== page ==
Monetary Incentives (Bonus schemes) are typically used as a mechanism to maximise productivity and efficiency by creating a motivation or goal for employees.
Put simply, a monetary bonus can be a simple mechanism to motivate and influence positive employee behaviour (that said, there can also be pitfalls).
Below we examine some of the pros and cons of monetary based bonuses.
Pros to Using Monetary Incentives to Motivate Employees
- Improvement of employee morale and staff retention levels
- Proven mechanism for boosting short term productivity
- Motivation to reduce problematic employee behaviours
- Compensation mechanism for top performers
- An equitable payment system for employees, i.e. extra effort = extra money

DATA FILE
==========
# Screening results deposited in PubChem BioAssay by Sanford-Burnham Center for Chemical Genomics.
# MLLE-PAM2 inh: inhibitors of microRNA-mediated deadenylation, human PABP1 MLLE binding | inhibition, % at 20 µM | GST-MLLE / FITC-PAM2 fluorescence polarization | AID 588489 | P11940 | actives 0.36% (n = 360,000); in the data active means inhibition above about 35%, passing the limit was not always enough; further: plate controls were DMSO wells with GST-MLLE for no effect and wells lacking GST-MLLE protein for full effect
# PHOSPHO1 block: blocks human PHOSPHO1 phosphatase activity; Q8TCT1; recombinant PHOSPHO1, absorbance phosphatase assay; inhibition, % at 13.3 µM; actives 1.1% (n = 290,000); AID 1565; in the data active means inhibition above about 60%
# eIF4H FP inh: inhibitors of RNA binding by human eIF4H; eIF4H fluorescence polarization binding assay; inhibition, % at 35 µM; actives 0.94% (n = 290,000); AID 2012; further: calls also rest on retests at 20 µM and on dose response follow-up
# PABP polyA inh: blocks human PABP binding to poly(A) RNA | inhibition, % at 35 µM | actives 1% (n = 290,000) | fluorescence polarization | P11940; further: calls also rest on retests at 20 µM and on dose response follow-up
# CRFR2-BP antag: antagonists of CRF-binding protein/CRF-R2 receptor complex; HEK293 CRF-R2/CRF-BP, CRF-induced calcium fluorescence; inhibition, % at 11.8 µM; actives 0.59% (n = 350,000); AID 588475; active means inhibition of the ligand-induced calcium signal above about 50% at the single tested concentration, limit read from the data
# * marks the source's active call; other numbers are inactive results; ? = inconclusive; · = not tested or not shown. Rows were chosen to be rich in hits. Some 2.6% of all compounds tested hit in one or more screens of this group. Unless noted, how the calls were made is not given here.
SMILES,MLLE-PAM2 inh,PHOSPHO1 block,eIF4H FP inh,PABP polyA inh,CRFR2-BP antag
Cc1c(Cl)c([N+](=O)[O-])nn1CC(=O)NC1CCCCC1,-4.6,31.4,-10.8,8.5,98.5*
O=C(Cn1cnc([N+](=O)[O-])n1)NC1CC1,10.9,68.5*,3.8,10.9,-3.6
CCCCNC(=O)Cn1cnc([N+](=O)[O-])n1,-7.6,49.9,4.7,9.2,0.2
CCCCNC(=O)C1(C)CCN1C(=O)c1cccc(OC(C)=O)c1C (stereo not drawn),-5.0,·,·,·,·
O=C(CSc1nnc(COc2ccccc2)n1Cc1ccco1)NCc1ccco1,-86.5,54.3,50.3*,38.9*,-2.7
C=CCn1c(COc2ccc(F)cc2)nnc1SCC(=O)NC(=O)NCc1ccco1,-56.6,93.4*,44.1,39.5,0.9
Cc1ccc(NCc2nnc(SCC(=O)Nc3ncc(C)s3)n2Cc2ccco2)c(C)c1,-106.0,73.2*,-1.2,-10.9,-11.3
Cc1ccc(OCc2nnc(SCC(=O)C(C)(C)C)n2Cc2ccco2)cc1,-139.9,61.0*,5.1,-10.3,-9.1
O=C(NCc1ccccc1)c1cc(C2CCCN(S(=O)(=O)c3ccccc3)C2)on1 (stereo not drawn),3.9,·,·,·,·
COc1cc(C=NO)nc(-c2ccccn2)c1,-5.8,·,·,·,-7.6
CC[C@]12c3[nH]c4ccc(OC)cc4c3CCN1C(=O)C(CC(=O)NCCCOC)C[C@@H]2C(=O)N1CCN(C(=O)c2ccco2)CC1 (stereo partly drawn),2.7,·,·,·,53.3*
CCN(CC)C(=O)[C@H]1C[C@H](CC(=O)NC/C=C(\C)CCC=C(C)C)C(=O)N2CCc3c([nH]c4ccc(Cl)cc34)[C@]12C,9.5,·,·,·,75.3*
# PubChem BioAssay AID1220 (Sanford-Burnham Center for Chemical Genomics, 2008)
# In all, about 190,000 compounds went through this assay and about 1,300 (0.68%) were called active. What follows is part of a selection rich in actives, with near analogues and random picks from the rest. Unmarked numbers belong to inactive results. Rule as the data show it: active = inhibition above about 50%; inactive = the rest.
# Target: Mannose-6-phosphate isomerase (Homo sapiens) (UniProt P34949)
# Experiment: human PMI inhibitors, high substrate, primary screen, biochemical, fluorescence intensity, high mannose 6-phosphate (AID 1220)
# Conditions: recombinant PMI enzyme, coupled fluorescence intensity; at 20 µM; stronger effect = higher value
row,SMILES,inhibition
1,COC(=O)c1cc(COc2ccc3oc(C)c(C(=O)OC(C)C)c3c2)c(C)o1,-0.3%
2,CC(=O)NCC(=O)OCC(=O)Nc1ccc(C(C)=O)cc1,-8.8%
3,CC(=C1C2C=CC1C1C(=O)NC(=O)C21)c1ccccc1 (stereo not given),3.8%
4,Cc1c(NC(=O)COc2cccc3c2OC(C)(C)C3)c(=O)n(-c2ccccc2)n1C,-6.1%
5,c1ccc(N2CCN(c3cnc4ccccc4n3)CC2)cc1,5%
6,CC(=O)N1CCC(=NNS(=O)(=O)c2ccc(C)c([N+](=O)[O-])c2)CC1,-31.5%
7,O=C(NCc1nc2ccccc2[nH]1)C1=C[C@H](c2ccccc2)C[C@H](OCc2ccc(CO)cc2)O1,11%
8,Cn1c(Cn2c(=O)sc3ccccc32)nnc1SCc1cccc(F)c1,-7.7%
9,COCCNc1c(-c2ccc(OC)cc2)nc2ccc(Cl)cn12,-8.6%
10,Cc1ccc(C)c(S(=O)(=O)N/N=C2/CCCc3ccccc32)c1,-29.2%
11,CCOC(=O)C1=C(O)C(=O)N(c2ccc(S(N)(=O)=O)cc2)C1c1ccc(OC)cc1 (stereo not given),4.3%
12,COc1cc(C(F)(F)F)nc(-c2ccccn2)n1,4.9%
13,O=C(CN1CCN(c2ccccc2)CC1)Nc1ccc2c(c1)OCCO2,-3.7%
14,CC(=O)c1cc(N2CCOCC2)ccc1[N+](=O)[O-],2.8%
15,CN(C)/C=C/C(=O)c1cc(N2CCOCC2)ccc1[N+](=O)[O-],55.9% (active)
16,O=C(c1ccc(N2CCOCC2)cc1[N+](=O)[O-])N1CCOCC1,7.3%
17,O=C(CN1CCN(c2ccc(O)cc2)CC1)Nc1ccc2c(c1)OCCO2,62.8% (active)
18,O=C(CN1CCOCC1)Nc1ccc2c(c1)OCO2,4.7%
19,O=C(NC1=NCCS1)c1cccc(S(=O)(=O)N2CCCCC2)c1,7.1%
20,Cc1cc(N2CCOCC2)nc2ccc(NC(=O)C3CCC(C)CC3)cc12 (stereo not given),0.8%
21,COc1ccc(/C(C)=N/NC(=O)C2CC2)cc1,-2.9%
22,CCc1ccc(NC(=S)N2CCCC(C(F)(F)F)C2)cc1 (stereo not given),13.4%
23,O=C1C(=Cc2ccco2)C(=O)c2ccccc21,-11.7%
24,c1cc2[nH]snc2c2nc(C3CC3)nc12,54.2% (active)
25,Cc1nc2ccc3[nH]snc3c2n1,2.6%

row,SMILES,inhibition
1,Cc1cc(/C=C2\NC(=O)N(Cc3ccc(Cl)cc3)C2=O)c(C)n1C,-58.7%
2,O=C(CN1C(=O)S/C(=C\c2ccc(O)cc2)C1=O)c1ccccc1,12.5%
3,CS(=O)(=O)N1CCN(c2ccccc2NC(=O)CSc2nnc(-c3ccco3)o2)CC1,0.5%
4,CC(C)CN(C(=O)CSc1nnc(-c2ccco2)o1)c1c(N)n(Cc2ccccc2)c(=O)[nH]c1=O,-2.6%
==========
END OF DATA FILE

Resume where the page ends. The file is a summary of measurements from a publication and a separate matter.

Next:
- An effective tool to attract top talent in the recruitment process
- May provide employees with an element of control over their income
Cons to Using Monetary Incentives to Motivate Employees
- If used continually, a view may be created that they are an entitlement
- Risk of unintentional consequences. For example, if a sales rep’s bonus is solely based on revenue and not profitability, goods/services could be sold below target gross margin.
- Risk of de-motivating employees (for example where bonus is paid to one employee but not another)
- Cost of implementation: resources are required to set up and track incentive programs
- Short term focus: Monetary schemes can become very short term in their focus. Long term attitudes and behaviour may be more effectively addressed via non-monetary incentive schemes.
What Questions Do You Have?
We are happy to help. Please post your comment below or contact our friendly and knowledgeable team on 01 677 9000.
To keep in touch, connect with us on Linkedin.
If this article helped you, please share it with other businesses.
Posted on November 3, 2016 by Cooney Carey